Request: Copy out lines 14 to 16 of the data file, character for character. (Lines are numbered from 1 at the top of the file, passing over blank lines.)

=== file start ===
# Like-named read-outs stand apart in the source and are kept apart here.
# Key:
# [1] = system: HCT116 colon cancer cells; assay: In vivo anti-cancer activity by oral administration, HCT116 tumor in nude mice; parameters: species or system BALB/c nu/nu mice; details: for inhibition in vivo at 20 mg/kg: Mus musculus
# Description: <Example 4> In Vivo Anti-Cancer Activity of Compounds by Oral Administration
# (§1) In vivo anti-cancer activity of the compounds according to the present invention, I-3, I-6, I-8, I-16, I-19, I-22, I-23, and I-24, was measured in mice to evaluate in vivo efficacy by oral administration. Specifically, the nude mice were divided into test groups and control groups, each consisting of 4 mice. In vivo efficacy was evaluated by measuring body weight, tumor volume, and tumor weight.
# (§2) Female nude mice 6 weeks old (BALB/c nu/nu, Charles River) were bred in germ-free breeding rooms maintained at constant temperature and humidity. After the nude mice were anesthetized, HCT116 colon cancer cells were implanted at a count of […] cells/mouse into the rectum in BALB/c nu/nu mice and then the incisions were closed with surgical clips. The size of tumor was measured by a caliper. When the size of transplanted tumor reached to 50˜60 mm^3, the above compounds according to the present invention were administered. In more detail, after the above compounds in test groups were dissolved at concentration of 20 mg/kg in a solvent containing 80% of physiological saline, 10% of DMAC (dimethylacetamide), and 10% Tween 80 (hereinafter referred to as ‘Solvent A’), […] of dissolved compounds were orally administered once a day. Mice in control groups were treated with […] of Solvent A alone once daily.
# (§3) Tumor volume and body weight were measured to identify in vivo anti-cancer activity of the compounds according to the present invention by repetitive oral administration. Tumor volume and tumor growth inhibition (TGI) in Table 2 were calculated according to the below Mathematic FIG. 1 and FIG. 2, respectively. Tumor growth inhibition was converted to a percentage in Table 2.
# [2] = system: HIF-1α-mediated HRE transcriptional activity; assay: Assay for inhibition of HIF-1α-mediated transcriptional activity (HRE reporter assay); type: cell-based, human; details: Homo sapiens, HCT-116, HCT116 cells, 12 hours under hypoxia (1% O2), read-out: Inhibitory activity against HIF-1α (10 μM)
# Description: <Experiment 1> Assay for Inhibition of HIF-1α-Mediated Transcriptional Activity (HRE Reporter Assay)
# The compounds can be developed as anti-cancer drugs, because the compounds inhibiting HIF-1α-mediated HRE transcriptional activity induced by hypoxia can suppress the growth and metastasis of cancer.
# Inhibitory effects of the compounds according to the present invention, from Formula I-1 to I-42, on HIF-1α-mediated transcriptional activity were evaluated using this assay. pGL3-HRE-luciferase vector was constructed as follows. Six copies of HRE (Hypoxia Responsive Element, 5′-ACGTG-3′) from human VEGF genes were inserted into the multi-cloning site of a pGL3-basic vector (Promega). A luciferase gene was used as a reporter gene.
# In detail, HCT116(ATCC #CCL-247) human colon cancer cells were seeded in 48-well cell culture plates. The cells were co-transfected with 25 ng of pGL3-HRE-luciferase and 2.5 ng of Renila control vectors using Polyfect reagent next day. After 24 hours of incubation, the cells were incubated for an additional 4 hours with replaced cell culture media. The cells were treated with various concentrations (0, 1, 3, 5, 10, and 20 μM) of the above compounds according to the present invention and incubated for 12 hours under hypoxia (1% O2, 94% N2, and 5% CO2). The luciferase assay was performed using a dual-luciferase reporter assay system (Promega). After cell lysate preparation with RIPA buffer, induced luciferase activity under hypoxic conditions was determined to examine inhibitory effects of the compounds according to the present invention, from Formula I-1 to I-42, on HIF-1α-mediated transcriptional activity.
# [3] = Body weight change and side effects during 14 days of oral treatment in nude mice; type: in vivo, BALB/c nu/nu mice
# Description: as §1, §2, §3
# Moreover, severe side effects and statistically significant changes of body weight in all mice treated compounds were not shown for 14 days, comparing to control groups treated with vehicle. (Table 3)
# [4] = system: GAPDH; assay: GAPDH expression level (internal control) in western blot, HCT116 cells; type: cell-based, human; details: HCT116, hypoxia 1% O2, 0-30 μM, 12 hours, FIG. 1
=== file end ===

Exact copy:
# Description: as §1, §2, §3
# Moreover, severe side effects and statistically significant changes of body weight in all mice treated compounds were not shown for 14 days, comparing to control groups treated with vehicle. (Table 3)
# [4] = system: GAPDH; assay: GAPDH expression level (internal control) in western blot, HCT116 cells; type: cell-based, human; details: HCT116, hypoxia 1% O2, 0-30 μM, 12 hours, FIG. 1